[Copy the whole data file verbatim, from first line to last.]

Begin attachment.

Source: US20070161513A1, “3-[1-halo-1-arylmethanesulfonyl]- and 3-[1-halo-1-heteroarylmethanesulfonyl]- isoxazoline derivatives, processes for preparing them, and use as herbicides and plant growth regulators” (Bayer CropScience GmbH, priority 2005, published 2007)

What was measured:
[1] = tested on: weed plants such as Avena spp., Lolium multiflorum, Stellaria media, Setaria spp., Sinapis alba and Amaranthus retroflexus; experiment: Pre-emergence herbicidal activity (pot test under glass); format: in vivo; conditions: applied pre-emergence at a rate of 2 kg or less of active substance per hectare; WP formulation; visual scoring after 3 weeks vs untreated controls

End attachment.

Source: US20070161513A1, “3-[1-halo-1-arylmethanesulfonyl]- and 3-[1-halo-1-heteroarylmethanesulfonyl]- isoxazoline derivatives, processes for preparing them, and use as herbicides and plant growth regulators” (Bayer CropScience GmbH, priority 2005, published 2007)

What was measured:
[1] = tested on: weed plants such as Avena spp., Lolium multiflorum, Stellaria media, Setaria spp., Sinapis alba and Amaranthus retroflexus; experiment: Pre-emergence herbicidal activity (pot test under glass); format: in vivo; conditions: applied pre-emergence at a rate of 2 kg or less of active substance per hectare; WP formulation; visual scoring after 3 weeks vs untreated controls